That’s a cost that the American recycling industry is just going to have to shoulder, though — lest this backup problem become a backup emergency. There was an effort to seek other markets which we could send recyclables to, other Asian countries like Thailand, Vietnam and India. But they don’t have the same kind of capacity to deal with these materials as does China, they don’t have the massive recycling infrastructure and deep-water ports necessary to process almost half of the world’s recyclable waste.

And neither do we.

“People that know better than I are saying there's no way that we can domestically consume all of our waste products,” says Griek. Even if we had more recycling plants, and even if the domestic demand for recycled goods was greater, the US still wouldn’t be able to effectively process and absorb all of our recyclables.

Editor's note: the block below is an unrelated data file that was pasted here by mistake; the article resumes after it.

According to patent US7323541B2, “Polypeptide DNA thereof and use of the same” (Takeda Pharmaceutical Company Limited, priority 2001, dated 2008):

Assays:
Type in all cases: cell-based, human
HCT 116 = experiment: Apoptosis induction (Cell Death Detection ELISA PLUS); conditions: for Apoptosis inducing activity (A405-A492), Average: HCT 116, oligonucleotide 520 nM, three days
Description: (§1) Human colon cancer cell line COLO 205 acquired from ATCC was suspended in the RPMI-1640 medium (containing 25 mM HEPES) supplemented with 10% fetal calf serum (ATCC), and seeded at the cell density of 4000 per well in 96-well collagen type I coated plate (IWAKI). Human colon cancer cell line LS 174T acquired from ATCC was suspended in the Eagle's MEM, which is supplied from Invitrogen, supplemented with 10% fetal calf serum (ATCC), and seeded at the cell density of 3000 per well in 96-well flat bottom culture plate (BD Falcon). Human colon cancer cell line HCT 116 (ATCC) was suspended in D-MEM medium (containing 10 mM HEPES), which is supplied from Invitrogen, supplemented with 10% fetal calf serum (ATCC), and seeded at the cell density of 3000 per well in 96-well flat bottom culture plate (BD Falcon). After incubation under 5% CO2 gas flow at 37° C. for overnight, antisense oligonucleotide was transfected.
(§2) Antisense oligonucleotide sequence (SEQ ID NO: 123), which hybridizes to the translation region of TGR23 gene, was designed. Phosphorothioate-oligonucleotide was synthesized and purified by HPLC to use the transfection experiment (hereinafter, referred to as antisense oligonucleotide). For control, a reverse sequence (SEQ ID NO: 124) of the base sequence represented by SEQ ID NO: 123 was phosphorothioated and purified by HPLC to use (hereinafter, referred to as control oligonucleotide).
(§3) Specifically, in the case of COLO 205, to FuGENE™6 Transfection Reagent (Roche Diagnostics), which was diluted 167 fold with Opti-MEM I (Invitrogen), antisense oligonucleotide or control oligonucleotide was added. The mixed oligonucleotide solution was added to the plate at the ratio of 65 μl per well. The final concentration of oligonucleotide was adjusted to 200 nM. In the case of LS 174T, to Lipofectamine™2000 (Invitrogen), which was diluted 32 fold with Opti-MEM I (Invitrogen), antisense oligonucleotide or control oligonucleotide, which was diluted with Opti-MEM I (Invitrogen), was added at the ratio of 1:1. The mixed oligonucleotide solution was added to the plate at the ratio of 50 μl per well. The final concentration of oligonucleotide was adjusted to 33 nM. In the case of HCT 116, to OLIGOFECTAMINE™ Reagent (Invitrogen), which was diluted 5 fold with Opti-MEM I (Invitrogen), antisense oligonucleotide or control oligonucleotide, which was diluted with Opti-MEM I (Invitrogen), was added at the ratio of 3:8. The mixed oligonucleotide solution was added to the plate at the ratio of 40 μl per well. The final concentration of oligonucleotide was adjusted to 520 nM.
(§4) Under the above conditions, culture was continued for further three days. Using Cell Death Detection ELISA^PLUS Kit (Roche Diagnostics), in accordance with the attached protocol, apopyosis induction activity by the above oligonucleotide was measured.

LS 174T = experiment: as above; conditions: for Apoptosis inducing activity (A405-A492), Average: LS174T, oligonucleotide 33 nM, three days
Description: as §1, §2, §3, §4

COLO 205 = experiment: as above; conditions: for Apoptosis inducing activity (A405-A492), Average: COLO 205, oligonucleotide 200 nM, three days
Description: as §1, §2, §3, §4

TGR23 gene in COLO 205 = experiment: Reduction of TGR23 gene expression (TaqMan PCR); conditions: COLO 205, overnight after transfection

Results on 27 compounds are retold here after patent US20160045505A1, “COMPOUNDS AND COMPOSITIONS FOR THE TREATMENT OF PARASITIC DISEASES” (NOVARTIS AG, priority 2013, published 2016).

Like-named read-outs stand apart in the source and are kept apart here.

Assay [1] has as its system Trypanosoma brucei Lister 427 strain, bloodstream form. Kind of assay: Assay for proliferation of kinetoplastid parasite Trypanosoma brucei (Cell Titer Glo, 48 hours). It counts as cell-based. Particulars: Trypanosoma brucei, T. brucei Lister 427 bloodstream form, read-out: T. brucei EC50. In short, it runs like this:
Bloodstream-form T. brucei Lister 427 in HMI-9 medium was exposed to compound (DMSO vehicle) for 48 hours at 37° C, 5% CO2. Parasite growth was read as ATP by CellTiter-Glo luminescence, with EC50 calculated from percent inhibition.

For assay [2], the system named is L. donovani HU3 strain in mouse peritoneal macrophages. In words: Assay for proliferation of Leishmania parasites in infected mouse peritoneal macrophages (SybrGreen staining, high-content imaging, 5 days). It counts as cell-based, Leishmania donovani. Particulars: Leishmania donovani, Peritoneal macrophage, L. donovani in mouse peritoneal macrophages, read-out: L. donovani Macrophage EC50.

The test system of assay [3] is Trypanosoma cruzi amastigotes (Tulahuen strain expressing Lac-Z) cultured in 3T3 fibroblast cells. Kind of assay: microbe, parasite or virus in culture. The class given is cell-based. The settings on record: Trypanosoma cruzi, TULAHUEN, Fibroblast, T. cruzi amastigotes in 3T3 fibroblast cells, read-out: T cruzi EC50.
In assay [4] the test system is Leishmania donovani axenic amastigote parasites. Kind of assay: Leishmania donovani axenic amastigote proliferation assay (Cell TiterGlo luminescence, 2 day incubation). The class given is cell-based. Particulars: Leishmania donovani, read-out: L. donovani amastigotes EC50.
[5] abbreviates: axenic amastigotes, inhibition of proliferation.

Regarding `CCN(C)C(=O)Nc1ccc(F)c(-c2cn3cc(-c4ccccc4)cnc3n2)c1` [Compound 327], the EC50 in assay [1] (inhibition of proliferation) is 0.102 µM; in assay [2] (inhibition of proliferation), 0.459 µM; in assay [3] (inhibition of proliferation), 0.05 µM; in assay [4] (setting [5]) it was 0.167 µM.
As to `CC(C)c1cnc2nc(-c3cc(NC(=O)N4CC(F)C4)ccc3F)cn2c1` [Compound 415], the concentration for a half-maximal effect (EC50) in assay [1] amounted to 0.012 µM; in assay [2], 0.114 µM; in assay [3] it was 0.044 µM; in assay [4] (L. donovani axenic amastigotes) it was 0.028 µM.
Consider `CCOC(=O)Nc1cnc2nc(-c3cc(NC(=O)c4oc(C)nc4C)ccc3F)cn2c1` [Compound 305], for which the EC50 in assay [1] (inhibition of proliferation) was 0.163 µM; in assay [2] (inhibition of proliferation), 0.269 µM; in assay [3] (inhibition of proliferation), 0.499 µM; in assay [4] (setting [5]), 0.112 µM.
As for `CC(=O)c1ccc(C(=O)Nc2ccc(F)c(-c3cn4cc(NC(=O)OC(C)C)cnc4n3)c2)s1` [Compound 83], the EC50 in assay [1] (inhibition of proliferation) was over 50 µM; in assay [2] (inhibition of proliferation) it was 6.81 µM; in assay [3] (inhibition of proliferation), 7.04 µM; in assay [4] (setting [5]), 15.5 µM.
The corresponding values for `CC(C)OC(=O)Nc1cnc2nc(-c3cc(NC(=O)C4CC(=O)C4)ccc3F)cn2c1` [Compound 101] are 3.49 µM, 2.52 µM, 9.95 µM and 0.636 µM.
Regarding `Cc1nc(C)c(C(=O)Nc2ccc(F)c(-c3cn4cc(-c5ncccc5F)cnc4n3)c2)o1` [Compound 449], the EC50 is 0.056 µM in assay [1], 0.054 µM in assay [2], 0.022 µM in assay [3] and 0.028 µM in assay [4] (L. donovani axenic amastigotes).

“[This situation] has really made us sit up and pay attention.”

And believe it or not, you play a big role in helping to solve this problem. Yes, We The People are an important piece to this strange puzzle, because recycling starts with us. If we’re out there throwing garbage into recycling bins all willie-nillie or leaving food in plastic containers we mean to recycle, we’re only exacerbating the problem.  

So, allow me to step up onto my not-so-sexy soap box for a moment and say: be a good recycler. No, it isn’t an exciting task. No, it isn’t a glamorous or glorious call to action — but it is a necessary one.

Lest China’s National Sword behead our recycling industry entirely.